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State of New Jersey Department of Environmental Protection
State of New Jersey Department of Environmental Protection
Preparation and Cooking Methods for Fish and Crabs under Advisory

The best way to reduce exposure to contaminants in fish is to learn what fish species are affected and either limit or avoid consumption. However, if you must eat those species under advisories, there are steps you can take to reduce your exposure. Contaminants tend to concentrate in the fatty tissue of the fish you catch. Proper cleaning and cooking techniques, which remove some of the fat from the fish, can significantly reduce levels of PCBs, dioxins and other organic chemicals. Please note, however, that these techniques will not reduce or remove unsafe levels of mercury from these fish. Mercury occurs in the flesh. There is no way to remove mercury through cooking. The best way to reduce mercury exposure is to select those species of fish which are known to have lower levels of mercury.

Fish Preparation Methods

Proper fish cleaning and cooking techniques may reduce PCB levels by approximately 50 percent when compared to raw fish fillets. A meal size is considered to be an uncooked 8 ounce fillet. Eat only the fillet portions. Do not eat whole fish or steak portions.

The following diagram illustrates those body portions. Many chemical contaminants, like PCBs and pesticides (but not mercury), are stored in the fatty portions of fish. To reduce the levels of these chemicals, skin the fish and trim any of the dark meat (lateral line), back strap and belly flap.

Do not eat the heads, guts or liver, because PCBs usually concentrate in those body parts. Also, avoid consumption of any reproductive parts such as eggs or roe.

Fish Cooking Methods

Use a cooking method such as baking, broiling, frying, grilling, or steaming that allows the fats and juices to drain away from the fish. When possible, cook the fish on an elevated rack that allows fats and juices to drain to the pan below.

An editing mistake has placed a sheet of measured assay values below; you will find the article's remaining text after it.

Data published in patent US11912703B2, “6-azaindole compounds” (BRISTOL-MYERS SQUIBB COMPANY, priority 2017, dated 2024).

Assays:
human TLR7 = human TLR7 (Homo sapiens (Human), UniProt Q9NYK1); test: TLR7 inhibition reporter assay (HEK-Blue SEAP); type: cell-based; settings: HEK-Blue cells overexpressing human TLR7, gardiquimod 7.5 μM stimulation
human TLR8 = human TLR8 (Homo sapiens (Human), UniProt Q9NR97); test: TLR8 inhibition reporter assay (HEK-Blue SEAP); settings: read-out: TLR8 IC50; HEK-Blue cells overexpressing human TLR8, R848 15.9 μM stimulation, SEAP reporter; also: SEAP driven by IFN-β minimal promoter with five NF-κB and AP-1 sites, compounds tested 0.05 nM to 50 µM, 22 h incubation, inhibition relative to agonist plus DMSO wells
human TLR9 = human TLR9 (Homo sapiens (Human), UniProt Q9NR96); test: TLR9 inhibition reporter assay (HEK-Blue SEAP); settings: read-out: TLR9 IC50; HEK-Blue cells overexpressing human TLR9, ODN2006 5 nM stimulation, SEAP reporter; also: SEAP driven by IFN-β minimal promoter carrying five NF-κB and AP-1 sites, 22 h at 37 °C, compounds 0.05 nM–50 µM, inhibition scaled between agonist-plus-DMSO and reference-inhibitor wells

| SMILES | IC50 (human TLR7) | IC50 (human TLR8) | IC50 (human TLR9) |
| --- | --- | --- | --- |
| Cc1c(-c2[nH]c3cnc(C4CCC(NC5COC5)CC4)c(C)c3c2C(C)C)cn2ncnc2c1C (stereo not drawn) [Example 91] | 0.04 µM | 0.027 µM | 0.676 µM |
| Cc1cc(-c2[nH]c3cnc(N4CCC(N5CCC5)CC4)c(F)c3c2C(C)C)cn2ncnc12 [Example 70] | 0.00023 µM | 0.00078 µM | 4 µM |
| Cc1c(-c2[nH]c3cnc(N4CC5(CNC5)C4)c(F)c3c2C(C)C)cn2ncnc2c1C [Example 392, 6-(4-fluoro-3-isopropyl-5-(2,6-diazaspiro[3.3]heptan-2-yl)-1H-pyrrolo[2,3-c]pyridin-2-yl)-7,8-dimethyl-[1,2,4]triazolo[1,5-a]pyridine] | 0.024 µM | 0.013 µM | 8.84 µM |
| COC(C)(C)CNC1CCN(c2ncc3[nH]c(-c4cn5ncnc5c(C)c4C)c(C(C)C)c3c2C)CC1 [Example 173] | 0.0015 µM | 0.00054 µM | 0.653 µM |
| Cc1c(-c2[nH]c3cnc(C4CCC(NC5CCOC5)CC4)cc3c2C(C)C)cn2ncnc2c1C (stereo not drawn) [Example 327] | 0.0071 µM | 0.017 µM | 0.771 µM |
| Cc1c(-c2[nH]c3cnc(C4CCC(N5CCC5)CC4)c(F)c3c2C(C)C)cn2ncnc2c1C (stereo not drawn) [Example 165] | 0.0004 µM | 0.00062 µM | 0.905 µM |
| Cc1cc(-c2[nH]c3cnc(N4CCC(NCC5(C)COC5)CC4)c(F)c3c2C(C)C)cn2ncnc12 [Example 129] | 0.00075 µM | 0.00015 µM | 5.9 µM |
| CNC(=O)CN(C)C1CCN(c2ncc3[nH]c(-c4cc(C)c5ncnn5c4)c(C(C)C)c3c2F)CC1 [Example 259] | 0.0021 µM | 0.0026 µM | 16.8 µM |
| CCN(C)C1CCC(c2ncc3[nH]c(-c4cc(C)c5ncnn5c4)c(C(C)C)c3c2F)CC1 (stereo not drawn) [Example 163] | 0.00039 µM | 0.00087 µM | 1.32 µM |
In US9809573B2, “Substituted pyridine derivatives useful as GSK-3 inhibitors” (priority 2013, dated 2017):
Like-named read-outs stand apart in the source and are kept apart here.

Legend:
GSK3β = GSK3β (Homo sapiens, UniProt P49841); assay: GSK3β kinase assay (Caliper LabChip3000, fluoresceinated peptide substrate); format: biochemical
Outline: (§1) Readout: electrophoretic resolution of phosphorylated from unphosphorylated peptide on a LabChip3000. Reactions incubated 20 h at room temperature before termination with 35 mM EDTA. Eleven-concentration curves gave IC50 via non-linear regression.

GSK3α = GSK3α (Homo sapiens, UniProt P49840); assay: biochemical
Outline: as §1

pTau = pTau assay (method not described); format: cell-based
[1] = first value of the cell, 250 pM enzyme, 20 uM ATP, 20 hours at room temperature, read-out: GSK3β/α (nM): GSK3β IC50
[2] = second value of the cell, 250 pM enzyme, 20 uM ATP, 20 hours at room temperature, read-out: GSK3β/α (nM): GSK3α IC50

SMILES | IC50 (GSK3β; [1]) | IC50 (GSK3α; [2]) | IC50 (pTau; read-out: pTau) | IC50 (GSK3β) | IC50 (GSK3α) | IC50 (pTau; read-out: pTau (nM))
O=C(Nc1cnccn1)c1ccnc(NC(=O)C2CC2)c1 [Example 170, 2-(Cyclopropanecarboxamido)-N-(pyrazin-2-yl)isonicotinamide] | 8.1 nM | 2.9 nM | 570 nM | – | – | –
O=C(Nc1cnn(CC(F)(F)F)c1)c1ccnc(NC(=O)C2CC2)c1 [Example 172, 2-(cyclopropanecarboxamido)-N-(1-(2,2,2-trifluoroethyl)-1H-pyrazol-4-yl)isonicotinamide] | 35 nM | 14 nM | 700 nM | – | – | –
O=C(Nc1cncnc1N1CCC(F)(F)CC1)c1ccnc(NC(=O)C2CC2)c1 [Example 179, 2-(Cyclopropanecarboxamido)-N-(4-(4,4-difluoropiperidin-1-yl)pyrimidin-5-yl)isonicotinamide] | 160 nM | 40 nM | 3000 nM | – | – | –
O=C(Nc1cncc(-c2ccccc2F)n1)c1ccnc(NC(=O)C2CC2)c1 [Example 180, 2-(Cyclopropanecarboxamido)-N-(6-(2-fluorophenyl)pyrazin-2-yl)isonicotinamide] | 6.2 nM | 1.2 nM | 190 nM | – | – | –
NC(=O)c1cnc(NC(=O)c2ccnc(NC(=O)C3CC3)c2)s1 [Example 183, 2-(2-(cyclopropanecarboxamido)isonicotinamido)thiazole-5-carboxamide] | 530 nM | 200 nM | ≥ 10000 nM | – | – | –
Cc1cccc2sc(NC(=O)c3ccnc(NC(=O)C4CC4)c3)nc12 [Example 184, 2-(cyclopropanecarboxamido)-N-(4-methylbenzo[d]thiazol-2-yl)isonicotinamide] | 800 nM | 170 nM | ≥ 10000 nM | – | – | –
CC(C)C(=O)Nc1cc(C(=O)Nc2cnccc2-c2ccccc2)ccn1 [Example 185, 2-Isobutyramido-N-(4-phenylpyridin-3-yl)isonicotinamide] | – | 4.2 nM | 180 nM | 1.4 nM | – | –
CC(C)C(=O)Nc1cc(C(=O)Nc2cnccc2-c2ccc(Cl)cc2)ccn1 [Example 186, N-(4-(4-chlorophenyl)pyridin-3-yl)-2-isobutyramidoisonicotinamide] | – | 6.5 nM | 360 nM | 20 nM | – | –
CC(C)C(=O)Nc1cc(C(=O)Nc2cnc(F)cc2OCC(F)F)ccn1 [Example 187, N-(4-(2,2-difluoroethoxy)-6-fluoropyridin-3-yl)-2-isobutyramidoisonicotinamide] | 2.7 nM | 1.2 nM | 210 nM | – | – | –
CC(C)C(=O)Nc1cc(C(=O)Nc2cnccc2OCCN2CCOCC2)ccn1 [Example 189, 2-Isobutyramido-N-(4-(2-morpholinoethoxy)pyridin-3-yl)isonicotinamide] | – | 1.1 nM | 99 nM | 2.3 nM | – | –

Avoid batter, breading or coatings that can hold in the juices that may contain contaminants. The juices should be thrown away since they contain the PCBs and other chemicals that were in the fat. Do not pour these juices over the fish as a sauce or to moisten the fish. Butter, margarine or other liquids can be added to the fish for this purpose once the juices have been poured off.

After cooking, discard all liquids and frying oils. Do not reuse.

Do not use heads, skin, trimmed fatty portions in soups, stews, chowders, boils, broth or for fish stock. If you make stews or chowders, only use skinless fillet parts.

Raw fish may be infested by parasites. Cook fish thoroughly to destroy the parasites. This also helps to reduce the level of many chemical contaminants.

Crab Preparation Methods

Eating, selling or taking (harvesting) blue crabs from Newark Bay Complex and the tidal Passaic River is prohibited. The Newark Bay Complex is located in northeastern New Jersey. It includes the Newark Bay, tidal Hackensack River, Arthur Kill, Kill Van Kull and tidal tributaries. (See chart on page 8.) If blue crabs are taken from water bodies other than the Passaic River/Newark Bay Complex, the following preparation techniques can be followed to reduce exposure to some contaminants.

The highest levels of chemical contaminants are found in the hepatopancreas, commonly known as the tomalley or green gland. It is the yellowish green gland under the gills. This material is found next to the lump meat (backfin) portion of the crab. Chill and break the crabs immediately before cooking. Care must be taken to remove all of the hepatopancreas before cooking.

There is no specific cooking method available to reduce the chemical contaminant levels in blue crabs. The following steps for proper preparation is key to reducing your exposure to harmful chemical contaminants.

  • Do not eat the green gland (hepatopancreas).
  • Remove green gland (hepatopancreas) before cooking.
  • After cooking, discard the cooking water.
  • Do not use cooking water or green gland (hepatopancreas) in any juices, sauces, bisques or soups.
Office of Science
Dr. Gary A. Buchanan, Manager

Mailing Address:
Mail code 428-01, P.O. Box 420
P.O. Box 420
Trenton, NJ 0862
Office Location:
428 East State St., 1st floor
Trenton, NJ 08625
Phone: (609) 984-6070
Fax: (609) 292-7340


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Copyright State of New Jersey, 1996-2009
P. O. Box 402
Trenton, NJ 08625-0402

Last Updated: November 1, 2010